Finance of America Mortgage to Pay $14.5 Million to Resolve False Claims Act Liability Involving FHA Mortgage Lending
Company Ignored Concerns Raised by Compliance Department
ALBANY, NEW YORK – Finance of America Mortgage LLC has agreed to pay the United States $14,500,000 to resolve allegations that Gateway Funding Diversified Mortgage Services, L.P. (Gateway), which it acquired in 2015, violated the False Claims Act by knowingly originating and underwriting deficient mortgage loans insured by the U.S. Department of Housing and Urban Development’s (HUD) Federal Housing Administration (FHA), announced United States Attorney Grant C. Jaquith.
“Gateway misrepresented that its federally-insured loans met HUD’s quality standards, harming borrowers who were left underwater on their homes and taxpayers who backed the mortgages,” said United States Attorney Jaquith. “We are committed to holding mortgage lenders accountable when they abuse government programs for their own gain.”
During the time period covered by the settlement, Gateway participated as a direct endorsement lender (DEL) in the FHA insurance program. A DEL has the authority to originate, underwrite and endorse mortgages for FHA insurance. If a DEL approves a mortgage loan for FHA insurance and the loan later defaults, the holder of the loan may submit an insurance claim to HUD, FHA’s parent agency, for the losses resulting from the defaulted loan. Under the DEL program, the FHA does not review a loan for compliance with FHA requirements before it is endorsed for FHA insurance. DELs are therefore required to follow program rules designed to ensure that they are properly underwriting and certifying mortgages for FHA insurance, to maintain a quality control program that can prevent and correct deficiencies in their underwriting practices, and to self-report any deficient loans identified by their quality control program.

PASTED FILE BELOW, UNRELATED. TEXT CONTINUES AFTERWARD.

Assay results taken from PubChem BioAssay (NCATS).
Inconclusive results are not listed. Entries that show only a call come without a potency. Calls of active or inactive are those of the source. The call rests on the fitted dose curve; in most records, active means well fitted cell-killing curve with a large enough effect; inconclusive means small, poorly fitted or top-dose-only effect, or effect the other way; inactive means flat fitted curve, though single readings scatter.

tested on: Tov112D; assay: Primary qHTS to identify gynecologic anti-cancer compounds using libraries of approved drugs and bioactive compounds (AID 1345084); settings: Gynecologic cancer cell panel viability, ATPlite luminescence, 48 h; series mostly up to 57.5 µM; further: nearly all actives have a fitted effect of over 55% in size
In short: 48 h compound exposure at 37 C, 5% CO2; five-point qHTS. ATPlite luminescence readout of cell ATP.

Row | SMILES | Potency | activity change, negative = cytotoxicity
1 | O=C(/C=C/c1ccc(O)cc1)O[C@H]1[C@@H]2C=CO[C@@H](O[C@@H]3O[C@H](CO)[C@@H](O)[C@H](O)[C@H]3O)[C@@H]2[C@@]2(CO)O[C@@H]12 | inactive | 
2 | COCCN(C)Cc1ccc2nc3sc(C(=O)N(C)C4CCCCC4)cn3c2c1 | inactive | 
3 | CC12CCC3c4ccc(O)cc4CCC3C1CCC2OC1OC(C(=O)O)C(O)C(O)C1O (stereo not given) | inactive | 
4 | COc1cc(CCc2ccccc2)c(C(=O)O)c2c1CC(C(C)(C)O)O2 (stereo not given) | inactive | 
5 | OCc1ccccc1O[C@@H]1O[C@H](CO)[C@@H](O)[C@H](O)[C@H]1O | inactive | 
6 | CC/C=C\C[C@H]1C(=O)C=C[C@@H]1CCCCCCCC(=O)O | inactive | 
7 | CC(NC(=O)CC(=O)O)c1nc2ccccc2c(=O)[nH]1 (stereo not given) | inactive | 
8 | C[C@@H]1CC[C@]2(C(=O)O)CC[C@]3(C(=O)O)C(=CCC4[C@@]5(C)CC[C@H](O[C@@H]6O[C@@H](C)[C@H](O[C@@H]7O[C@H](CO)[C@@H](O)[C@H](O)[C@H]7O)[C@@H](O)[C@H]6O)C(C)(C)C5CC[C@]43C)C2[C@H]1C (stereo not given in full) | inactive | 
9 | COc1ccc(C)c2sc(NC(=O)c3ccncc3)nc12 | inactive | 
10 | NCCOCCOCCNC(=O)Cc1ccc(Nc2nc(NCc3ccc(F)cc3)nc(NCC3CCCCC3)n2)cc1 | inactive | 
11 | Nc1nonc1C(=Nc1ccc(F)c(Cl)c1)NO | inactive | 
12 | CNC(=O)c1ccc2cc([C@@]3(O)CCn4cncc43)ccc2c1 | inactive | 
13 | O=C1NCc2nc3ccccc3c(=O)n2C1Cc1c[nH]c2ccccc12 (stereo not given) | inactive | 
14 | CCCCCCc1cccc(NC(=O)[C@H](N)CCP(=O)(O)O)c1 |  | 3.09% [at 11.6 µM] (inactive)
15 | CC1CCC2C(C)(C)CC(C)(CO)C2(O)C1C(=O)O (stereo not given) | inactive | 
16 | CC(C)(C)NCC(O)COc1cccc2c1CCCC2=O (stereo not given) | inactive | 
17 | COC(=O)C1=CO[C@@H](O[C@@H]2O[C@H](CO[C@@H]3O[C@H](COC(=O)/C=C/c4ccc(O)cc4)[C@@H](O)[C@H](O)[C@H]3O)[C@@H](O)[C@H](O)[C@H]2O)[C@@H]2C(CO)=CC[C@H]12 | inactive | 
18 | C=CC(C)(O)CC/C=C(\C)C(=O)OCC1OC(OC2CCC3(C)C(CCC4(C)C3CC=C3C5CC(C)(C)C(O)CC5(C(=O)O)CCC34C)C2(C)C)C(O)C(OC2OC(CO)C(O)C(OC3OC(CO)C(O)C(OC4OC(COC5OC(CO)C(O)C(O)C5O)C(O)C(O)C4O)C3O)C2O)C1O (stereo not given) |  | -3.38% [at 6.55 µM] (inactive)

The settlement announced today resolves allegations that Gateway failed to comply with certain FHA origination, underwriting and quality control requirements. As part of the settlement, Gateway admitted that the company failed to audit all early-payment default loans (EPD) as required by HUD and, on those occasions when it did audit these loans, it “ignored calls from its compliance department regarding the company’s poor EPD rate for FHA loans.” Gateway also admitted that, in late 2011, some of its senior executives learned that the company’s one-year compare ratio (a figure HUD uses to compare lenders, with a higher ratio indicating that a lender has an unusually high default percentage compared to its peers) was increasing due, in part, to Gateway’s origination activities out of its Horsham, Pennsylvania headquarters and certain branch offices. Many of those same executives were then told in early 2014 that the same underwriters and offices identified in 2011 continued to “show a pattern of poor performance” on EPD loans. Gateway also admitted that it failed to adhere to HUD’s self-reporting requirements for loans containing material deficiencies. Notably, Gateway acknowledged that its conduct and omissions resulted in HUD insuring many loans approved by Gateway that were not eligible for FHA mortgage insurance under the DEL program.
“This investigation, along with others similar to it, represents our steadfast commitment toward protecting the integrity of federal housing programs,” said Michael Powell, Special Agent in Charge, Joint Civil Fraud Division, HUD’s Office of Inspector General (HUD-OIG). “It further reaffirms our intent to pursue those who exploit HUD programs for corporate gain.”
This investigation was triggered by a whistleblower lawsuit filed under the qui tam provisions of the False Claims Act, which allow private persons, known as “relators,” to file civil actions on behalf of the government and share in any recovery. The relator in this case, a former Gateway employee, will receive $2,392,500 of the settlement proceeds. The case is docketed with the U.S. District Court for the Northern District of New York under number 1:16-cv-750.
The investigation and settlement were the result of a coordinated effort among the U.S. Attorney’s Office for the Northern District of New York, the Department of Justice’s Civil Division, HUD-OIG, and HUD. The United States was represented by Assistant U.S. Attorney Adam J. Katz and Department of Justice Trial Attorneys Christopher Reimer and Harin Song.